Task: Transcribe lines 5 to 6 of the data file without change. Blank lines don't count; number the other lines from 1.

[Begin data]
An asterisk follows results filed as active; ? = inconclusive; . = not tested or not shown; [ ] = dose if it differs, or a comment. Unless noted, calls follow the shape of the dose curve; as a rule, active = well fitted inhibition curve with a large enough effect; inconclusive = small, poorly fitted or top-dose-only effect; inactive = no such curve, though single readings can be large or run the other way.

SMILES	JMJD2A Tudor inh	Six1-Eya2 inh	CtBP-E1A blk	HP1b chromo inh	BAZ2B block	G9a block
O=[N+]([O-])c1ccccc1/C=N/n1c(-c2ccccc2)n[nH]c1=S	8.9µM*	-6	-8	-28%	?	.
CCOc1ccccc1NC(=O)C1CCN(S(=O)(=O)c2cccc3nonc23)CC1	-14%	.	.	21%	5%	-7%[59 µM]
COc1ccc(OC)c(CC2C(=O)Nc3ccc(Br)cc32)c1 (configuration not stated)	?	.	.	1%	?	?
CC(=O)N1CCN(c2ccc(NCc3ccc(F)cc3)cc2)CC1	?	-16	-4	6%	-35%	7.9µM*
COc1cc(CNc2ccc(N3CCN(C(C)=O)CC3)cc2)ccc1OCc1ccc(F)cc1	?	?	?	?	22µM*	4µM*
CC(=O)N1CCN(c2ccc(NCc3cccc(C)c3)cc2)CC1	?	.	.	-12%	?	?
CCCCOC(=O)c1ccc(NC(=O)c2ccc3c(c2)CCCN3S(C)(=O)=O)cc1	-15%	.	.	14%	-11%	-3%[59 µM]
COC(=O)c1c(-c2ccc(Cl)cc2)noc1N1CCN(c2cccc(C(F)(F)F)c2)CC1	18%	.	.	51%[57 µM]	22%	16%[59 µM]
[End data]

COc1ccc(OC)c(CC2C(=O)Nc3ccc(Br)cc32)c1 (configuration not stated)	?	.	.	1%	?	?
CC(=O)N1CCN(c2ccc(NCc3ccc(F)cc3)cc2)CC1	?	-16	-4	6%	-35%	7.9µM*